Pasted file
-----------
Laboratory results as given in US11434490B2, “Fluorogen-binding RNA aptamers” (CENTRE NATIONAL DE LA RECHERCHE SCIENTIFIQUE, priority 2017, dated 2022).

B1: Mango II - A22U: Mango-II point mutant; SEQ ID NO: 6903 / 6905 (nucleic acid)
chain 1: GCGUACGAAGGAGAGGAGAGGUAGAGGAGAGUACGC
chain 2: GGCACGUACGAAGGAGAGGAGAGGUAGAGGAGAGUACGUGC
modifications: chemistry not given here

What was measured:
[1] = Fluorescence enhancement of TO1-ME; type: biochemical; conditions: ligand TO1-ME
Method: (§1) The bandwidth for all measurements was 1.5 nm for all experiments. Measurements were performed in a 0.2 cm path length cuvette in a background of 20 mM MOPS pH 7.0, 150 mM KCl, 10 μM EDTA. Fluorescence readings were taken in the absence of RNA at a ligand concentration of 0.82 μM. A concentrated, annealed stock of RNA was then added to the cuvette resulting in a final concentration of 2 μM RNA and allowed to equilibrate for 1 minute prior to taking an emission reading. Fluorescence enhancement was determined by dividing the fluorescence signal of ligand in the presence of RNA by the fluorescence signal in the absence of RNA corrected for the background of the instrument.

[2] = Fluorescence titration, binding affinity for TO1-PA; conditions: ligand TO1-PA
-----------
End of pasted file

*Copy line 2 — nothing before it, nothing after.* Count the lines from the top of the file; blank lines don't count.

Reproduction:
B1: Mango II - A22U: Mango-II point mutant; SEQ ID NO: 6903 / 6905 (nucleic acid)